Speaking of splitting bodies, I wonder if we could talk a little more about pop music. It’s an obvious thing perhaps, in that you and I both like it and think about it and it informs our work in similar and then vastly different ways. So it might be boring, but again maybe not. Well, “wretchedness’s sibilance,” no? But I also think there’s some way in which your book discovers something about pop, or reveals something for us that we might not always think about when we’re listening to pop music, which is its relationship to memory. “Let us hold everything that ruin left us.” I think that the commitment to memory and duration, and even patience, recurs in your book in a way that shows us the fucking problem that we are really facing. “Let us occupy” followed by “Let us hold together & wait.” Both at once, impossibly coinciding. Well, something like that. Does this make any sense?
CMS: I agree with you that one way music functions in Mouths is as a melancholic echo, resounding after original experience has already passed—that’s my reading of Drake, at least/especially in Take Care & Nothing Was The Same. But in poems like “half light,” I was more interested in beginning in that melancholic twilight, then transforming half light into an interstitial zone between and across time, where something like simultaneity might be possible. The violet shades that twilight brings to life might be ghosts, or the flickering anticipations that futurity casts upon the present. I wanted the voices and times to happen together, to be together. What are the conditions for community—maybe that’s the question I was most obsessed with when writing the book. One version of your “irruption of the future in the present” is prolepsis, right? But another is sacrament, spill, spell, divination, and all of these together.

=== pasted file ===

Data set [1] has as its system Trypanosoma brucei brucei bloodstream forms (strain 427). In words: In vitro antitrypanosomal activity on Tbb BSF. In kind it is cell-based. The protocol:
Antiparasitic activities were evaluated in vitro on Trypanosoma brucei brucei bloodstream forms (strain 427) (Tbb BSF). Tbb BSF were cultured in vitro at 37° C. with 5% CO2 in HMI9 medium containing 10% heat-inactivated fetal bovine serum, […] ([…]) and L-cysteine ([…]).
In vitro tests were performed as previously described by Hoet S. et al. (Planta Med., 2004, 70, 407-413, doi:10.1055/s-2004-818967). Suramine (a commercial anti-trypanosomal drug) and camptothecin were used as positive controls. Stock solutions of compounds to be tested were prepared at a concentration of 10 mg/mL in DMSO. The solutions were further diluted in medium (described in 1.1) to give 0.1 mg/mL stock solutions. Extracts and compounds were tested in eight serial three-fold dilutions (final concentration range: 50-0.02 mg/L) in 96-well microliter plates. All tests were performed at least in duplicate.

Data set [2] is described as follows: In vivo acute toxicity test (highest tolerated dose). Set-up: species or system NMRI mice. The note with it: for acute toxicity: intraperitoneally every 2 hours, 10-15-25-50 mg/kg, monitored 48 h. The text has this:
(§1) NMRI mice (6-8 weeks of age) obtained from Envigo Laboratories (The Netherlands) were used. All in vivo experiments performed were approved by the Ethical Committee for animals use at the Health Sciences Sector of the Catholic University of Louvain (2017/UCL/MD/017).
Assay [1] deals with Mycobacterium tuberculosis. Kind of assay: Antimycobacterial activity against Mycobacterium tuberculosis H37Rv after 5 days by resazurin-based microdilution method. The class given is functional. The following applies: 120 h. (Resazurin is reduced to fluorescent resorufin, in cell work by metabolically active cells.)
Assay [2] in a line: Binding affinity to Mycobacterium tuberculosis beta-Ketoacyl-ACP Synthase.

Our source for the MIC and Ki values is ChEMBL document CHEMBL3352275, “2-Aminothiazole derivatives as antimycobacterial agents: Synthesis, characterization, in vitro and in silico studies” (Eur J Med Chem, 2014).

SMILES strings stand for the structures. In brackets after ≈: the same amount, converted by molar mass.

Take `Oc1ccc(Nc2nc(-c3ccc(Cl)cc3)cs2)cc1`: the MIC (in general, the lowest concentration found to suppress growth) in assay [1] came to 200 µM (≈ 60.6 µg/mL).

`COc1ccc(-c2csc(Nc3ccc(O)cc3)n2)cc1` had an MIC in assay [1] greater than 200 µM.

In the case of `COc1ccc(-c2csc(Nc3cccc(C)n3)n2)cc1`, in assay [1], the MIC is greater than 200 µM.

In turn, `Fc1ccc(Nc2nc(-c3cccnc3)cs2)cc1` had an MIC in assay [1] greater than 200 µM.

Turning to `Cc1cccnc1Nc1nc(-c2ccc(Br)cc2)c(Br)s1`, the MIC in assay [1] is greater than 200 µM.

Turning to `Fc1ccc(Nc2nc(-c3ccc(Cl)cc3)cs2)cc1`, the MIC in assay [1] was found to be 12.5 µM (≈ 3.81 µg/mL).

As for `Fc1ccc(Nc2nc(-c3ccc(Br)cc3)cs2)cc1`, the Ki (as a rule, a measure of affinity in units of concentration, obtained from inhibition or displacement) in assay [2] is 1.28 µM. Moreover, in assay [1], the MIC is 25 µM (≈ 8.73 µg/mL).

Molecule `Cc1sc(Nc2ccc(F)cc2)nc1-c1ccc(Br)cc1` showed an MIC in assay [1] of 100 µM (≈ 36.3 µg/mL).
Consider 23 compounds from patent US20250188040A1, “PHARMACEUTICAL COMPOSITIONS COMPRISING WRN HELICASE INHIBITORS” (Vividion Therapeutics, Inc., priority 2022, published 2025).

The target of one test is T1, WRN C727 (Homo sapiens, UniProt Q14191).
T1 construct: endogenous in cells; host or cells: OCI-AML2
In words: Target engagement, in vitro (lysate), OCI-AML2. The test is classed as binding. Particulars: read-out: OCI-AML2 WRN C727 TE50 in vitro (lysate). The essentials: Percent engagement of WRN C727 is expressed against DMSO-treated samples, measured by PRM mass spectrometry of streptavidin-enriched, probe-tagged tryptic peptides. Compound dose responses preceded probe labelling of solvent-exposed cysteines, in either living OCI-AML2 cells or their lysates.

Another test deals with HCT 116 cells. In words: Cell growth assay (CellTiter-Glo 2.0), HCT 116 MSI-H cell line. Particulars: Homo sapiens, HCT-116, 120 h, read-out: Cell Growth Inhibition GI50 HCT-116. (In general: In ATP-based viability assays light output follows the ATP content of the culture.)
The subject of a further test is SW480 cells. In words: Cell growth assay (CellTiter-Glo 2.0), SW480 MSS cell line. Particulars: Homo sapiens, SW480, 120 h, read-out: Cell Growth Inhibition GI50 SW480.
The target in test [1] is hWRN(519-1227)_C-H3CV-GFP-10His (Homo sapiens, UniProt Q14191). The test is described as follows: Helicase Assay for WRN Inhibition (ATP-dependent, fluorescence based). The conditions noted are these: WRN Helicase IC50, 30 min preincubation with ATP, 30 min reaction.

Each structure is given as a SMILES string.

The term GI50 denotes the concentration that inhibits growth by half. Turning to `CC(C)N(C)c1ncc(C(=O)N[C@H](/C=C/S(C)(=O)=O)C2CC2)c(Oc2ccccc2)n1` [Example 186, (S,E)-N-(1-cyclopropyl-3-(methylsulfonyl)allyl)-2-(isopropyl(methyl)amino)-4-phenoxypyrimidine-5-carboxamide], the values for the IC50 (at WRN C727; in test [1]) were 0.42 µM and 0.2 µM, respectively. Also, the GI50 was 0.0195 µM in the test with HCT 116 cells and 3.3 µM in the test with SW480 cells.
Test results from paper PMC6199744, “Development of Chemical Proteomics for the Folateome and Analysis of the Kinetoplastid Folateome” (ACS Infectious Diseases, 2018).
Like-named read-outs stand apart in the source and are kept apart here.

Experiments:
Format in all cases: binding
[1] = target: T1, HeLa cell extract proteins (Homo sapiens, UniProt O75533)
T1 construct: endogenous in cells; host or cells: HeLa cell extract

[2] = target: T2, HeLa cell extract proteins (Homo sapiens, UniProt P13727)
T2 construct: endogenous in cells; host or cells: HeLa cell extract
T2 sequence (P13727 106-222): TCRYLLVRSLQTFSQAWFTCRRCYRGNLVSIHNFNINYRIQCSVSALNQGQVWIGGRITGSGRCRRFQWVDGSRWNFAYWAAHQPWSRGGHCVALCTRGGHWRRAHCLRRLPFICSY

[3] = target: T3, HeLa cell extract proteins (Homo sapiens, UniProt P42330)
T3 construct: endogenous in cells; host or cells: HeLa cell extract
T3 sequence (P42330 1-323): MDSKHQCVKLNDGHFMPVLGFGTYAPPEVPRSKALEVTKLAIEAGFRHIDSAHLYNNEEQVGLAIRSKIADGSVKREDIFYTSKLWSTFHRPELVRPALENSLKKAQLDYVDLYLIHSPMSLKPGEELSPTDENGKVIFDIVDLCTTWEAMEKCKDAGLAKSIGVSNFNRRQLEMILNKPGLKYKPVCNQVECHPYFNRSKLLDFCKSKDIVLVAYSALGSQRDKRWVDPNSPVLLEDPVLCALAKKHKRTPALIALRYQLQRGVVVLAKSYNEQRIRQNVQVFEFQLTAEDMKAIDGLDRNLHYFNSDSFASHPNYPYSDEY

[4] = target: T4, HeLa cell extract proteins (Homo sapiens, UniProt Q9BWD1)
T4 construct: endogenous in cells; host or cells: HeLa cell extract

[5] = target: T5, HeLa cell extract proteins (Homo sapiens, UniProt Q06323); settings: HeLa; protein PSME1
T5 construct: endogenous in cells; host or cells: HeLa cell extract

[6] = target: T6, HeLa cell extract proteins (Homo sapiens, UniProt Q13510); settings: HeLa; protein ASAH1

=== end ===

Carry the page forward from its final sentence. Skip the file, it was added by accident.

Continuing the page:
For me, pop music is devotional, both in the sense of being addressed to a beloved one or many, and in the sense of being addressed to god, having special access to the divine. That’s something music has that poetry can only strive for—I mean, I so wish we could dance all night to poems. I loved your litany of instinct and reaction, “dancing/fucking/the ‘earworm’/singing along at the top of our lungs,” and I’m wondering how many of these poetry makes possible, how desperately I want all of them for poetry. They are intrinsically part of pop music. The way the song rearranges us according to its ecstasies—how I’ll be in one mood, then a song will come on, and I’m completely, overwhelmingly taken over by another mood. Music is like drugs, but what music and drugs hold in common is their capacity to drag down heaven into this fleshly realm.